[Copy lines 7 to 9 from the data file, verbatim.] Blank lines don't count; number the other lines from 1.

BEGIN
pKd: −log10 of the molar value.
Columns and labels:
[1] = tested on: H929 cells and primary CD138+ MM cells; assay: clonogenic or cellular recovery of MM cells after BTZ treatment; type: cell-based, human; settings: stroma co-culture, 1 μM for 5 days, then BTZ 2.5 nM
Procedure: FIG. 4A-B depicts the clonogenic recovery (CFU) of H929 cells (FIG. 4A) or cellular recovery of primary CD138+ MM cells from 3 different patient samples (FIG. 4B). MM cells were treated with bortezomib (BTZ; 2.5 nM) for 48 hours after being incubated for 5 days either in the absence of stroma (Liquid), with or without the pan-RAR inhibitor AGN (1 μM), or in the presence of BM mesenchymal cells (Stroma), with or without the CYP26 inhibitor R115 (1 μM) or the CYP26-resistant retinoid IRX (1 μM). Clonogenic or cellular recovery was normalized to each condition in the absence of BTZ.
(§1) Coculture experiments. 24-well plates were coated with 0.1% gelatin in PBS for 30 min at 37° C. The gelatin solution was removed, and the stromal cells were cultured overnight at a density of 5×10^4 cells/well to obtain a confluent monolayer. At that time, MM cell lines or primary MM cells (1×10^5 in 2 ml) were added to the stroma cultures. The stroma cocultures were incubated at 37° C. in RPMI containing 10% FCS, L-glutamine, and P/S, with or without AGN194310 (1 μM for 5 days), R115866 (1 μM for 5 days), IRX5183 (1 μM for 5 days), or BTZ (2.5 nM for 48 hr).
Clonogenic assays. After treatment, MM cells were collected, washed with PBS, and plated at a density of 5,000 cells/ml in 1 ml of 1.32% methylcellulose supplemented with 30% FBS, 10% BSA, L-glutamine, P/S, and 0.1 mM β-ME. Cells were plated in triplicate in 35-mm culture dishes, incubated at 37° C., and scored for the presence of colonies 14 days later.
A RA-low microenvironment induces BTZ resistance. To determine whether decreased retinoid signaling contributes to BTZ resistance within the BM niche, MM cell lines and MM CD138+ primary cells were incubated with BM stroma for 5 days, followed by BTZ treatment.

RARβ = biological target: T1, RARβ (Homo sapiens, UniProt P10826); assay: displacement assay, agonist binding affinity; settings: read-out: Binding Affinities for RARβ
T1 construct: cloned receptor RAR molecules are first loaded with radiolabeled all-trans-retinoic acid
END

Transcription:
A RA-low microenvironment induces BTZ resistance. To determine whether decreased retinoid signaling contributes to BTZ resistance within the BM niche, MM cell lines and MM CD138+ primary cells were incubated with BM stroma for 5 days, followed by BTZ treatment.

RARβ = biological target: T1, RARβ (Homo sapiens, UniProt P10826); assay: displacement assay, agonist binding affinity; settings: read-out: Binding Affinities for RARβ
T1 construct: cloned receptor RAR molecules are first loaded with radiolabeled all-trans-retinoic acid